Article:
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AR 40-501 Standards of Medical Fitness (27 June 2019)

Comments: To view or download the complete regulation, click on the link to it in the box above these comments.

Chapter 2
Physical Standards for Enlistment, Appointment, and Induction

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Chapter 3
Medical Fitness Standards for Retention and Separation, Including Retirement

Comments: This is from the Table of Contents of this 80-page document. Chapter 3 describes the conditions that may qualify a Soldier for a discharge for Disability. To see the detailed description of each condition, click on the link to the regulation in the box above these comments.

Head • 3–5

Eyes • 3–6

Vision • 3–7,

Ears • 3–8

Hearing • 3–9

Nose, sinuses, mouth, and larynx • 3–10

Dental • 3–11

Neck • 3–12

Lungs, chest wall, pleura, and mediastinum • 3–13

Heart • 3–14

Vascular system • 3–15

Abdominal organs and gastrointestinal system • 3–16

Female genital system • 3–17

Male genital system • 3–18

Urinary system • 3–19

Spine and sacroiliac joints • 3–20

Upper extremities • 3–21

Lower extremities • 3–22

Miscellaneous conditions of the extremities • 3–23

Skin and soft tissues • 3–24

Blood and blood-forming tissues • 3–25

Systemic conditions • 3–26

Exertional heat illness • 3–27

Cold injury • 3–28

Endocrine and metabolic • 3–29

Rheumatologic • 3–30

Neurological • 3–31

Sleep disorders • 3–32

Learning, psychiatric, and behavioral health • 3–33

Tumors and malignancies • 3–34

General and miscellaneous conditions and defects • 3–35

Conditions and circumstances not constituting a physical disability • 3–36

Medical examinations • 3–37

Chapter 5 Medical Fitness Standards for Miscellaneous Purposes

Comments: Chapter 5, Section 5-14 describes conditions that may disqualify a soldier for deployment. To see the detailed description of each condition, click on the link to the regulation in the box above these comments.

5–16. Medical fitness standards for certain geographical areas

a. Some Soldiers with certain medical conditions require administrative consideration when assignment to combat areas or certain geographical areas is contemplated. Such consideration of their medical conditions ensures these Soldiers are used within their functional capabilities without undue hazard to their health and well-being as well as ensures they do not produce a hazard to the health or well-being of other Soldiers.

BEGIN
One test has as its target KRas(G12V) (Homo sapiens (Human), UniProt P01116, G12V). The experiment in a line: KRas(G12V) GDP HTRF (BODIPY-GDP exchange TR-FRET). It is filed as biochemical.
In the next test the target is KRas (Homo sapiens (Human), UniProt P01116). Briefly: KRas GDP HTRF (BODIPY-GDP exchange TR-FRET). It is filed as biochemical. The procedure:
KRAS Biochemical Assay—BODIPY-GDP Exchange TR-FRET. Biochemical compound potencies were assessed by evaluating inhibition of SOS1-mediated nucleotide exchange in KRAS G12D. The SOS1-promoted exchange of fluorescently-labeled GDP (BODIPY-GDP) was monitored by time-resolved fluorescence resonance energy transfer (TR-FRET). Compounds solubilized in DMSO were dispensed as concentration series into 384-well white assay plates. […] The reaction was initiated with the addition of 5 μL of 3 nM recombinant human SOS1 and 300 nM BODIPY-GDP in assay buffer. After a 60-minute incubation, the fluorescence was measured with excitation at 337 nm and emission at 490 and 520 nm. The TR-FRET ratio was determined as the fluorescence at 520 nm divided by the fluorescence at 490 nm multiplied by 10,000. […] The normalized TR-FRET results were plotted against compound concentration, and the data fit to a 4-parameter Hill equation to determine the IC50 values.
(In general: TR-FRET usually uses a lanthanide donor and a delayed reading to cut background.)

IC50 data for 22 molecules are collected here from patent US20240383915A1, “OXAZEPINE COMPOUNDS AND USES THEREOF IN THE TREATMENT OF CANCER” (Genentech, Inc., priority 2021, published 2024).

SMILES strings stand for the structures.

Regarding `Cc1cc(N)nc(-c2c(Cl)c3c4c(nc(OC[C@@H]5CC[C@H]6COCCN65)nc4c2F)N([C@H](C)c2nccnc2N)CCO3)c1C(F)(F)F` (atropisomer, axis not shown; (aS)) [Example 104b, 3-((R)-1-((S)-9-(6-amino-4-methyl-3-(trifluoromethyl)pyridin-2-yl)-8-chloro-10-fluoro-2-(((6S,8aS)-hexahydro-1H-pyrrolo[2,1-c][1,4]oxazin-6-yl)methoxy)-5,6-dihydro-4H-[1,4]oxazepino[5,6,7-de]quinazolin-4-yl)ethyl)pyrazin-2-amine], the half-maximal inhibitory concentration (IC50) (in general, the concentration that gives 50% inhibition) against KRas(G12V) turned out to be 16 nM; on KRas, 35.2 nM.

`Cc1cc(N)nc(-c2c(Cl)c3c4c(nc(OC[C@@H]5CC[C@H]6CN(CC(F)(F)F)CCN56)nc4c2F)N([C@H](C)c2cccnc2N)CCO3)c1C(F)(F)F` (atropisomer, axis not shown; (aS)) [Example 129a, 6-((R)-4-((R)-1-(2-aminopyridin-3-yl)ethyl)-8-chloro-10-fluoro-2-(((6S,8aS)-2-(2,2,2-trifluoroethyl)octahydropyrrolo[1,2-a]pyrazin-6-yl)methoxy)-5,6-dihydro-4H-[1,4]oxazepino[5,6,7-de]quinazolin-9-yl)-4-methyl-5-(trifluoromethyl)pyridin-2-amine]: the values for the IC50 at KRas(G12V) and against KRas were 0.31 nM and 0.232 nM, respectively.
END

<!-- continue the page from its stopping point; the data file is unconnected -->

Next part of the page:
b. Excluding Soldiers affected by paragraph 5–16a, all Soldiers considered medically qualified for continued military service and medically qualified to serve in all or certain CONUS areas are medically qualified to serve in similar or corresponding areas OCONUS in accordance with the AR 635–40 definition of deployability as the minimum standard of fitness for duty.

c. Soldiers who do not meet the medical retention standards in chapter 3 of this regulation must be referred to the DES (see AR 635–40 for fitness determination guidance). However, Soldiers returned to duty by an MAR2, PEB, or Soldiers with temporary medical conditions may still have some assignment/deployment limitations that must be considered before a decision is made to assign to certain geographical areas, such as Korea and other OCONUS areas.

d. Medical Standards for Military Assistance Advisory Groups (MAAGs), military attaches, military missions, and duty in isolated areas where adequate medical or dental care may not be available will consider the following medical conditions and defects to preclude assignments or attachment to duty with MAAGs, military attaches, military missions, or any type of duty in OCONUS isolated areas where adequate medical care is not available:

(1) A history of emotional or behavioral health disorders, including recurrent acute adjustment disorder, of such a de-gree as to have interfered significantly with adjustment or is likely to require treatment during the extent of the tour. For example, a single acute adjustment disorder that resolved with a period of stability of over a year would pose no limitations pending combatant command guidance.

(2) Any medical conditions where maintenance medication is of such toxicity as to require frequent clinical and labor-atory follow up or where the medical condition requires frequent follow up that cannot be delayed for the extent of the tour.

(3) Inherent, latent, or incipient medical or dental conditions that are likely to be aggravated by the climate or general living environment prevailing in the area where the Soldier is expected to reside, to such a degree as to preclude acceptable performance of duty.

(4) Of special consideration are Soldiers with a history of chronic cardiovascular, respiratory, or nervous system disorders that are scheduled for assignment and/or residence in an area 6,000 feet or more above sea level. While such individuals may be completely asymptomatic at the time of examination, hypoxia due to residence at high altitude may aggravate the condition and result in further progression of the disease. Examples of areas where altitude is an important consideration are La Paz, Bolivia; Quito, Ecuador; Bogota, Colombia; and Addis Ababa, Ethiopia.

(5) Medical, dental, or physical conditions or defects that might reasonably be expected to require care during a normal tour of duty in the assigned area are to be corrected prior to departure from CONUS.